Using the scientific satellite Arase, which investigates dynamics of Van Allen belts as well as geospace storms, the team simultaneously captured not only chorus wave packets in the magnetosphere, but also transient auroral flashes of several hundred milliseconds about 30,000 kilometers distant from Arase, generated by chorus wave-particle interactions. In order to simultaneously capture aurorae and chorus wave-particle interactions, which are related to each other, a scientific satellite is required in an appropriate orbit as well as an observation network on the ground that realizes conjugate observations with the satellite.
The research team developed a world-leading electromagnetic wave measurement system which was aboard the Arase satellite , and established PWING (study of dynamical variation of Particles and Waves in the INner magnetosphere using Ground-based network observations) covering the entire Earth (but mainly in the northern hemisphere) longitudinally along almost the same geomagnetic latitude. The research team traveled to each PWING international ground base to install new high-sensitivity cameras and other instruments (see"Observation News" in PWING web page). Thus, it was possible to capture details of chorus waves by the Arase satellite as well as to capture related aurorae from any longitude and at any time (Figure 1). This enabled simultaneous observations with high time resolution (10 milliseconds).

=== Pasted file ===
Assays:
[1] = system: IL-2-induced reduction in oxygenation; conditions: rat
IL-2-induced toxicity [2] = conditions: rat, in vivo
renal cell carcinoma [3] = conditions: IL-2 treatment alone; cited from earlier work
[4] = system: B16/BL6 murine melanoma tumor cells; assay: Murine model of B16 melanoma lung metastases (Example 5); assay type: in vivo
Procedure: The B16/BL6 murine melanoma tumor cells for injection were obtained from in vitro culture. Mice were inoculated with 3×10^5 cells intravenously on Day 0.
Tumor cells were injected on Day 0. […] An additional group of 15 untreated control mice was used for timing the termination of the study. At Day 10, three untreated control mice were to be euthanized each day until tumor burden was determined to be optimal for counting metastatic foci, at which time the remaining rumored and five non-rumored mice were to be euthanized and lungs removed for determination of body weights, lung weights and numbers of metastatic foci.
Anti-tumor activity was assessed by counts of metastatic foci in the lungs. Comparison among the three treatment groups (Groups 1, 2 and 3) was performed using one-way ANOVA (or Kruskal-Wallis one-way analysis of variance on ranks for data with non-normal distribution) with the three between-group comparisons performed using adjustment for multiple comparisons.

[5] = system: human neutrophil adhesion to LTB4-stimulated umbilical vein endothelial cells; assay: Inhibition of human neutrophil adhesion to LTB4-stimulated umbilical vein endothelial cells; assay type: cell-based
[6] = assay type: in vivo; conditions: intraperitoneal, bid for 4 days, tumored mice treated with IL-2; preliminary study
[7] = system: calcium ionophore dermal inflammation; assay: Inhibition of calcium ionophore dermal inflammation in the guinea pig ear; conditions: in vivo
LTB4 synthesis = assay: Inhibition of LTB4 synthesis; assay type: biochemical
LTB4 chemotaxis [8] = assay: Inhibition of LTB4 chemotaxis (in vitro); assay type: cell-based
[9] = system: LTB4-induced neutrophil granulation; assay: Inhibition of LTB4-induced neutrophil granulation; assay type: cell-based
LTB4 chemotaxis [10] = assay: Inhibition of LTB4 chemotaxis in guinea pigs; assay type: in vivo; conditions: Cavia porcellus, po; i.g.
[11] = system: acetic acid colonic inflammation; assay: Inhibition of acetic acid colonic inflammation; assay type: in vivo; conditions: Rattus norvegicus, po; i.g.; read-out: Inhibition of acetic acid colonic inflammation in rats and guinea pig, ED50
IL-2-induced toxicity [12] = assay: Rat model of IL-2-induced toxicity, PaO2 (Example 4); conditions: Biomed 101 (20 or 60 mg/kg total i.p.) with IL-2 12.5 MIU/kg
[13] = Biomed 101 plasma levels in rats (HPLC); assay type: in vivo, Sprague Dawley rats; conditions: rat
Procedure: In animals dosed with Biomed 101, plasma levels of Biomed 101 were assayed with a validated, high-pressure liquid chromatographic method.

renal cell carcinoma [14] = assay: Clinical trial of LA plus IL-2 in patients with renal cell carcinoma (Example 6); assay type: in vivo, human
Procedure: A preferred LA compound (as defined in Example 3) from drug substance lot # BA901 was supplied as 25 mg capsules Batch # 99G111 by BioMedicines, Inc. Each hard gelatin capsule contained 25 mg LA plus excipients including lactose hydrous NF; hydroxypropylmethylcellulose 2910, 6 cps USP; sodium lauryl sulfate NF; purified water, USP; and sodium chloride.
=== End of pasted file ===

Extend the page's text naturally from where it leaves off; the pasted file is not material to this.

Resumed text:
A flash aurora observed at Gakona, Alaska, one of the PWING international bases, and which is connected with the Arase satellite along the geomagnetic field line, showed spatial and intensity variations of the order of hundreds of milliseconds, which corresponded with those of chorus waves in the magnetosphere (Figure 2). This observation revealed that a flash aurora could become a display showing spatial developments of wave-particle interaction regions accompanying chorus waves.